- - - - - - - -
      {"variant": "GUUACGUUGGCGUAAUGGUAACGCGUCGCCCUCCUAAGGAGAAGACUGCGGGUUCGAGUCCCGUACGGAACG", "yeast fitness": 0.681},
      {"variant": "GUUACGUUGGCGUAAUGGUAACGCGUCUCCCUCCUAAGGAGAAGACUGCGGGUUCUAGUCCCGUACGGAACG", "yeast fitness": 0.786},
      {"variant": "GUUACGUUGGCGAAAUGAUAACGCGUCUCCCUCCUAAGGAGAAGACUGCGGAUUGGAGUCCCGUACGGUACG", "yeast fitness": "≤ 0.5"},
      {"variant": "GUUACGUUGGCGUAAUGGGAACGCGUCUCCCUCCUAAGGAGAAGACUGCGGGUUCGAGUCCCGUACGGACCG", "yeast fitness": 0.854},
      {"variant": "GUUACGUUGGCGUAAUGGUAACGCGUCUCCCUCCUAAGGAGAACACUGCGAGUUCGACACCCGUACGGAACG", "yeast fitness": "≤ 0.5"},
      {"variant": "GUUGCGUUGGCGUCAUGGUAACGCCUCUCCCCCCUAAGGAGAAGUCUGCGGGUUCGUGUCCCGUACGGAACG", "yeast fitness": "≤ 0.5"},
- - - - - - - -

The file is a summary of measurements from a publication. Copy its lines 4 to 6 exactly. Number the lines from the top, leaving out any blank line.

      {"variant": "GUUACGUUGGCGUAAUGGGAACGCGUCUCCCUCCUAAGGAGAAGACUGCGGGUUCGAGUCCCGUACGGACCG", "yeast fitness": 0.854},
      {"variant": "GUUACGUUGGCGUAAUGGUAACGCGUCUCCCUCCUAAGGAGAACACUGCGAGUUCGACACCCGUACGGAACG", "yeast fitness": "≤ 0.5"},
      {"variant": "GUUGCGUUGGCGUCAUGGUAACGCCUCUCCCCCCUAAGGAGAAGUCUGCGGGUUCGUGUCCCGUACGGAACG", "yeast fitness": "≤ 0.5"},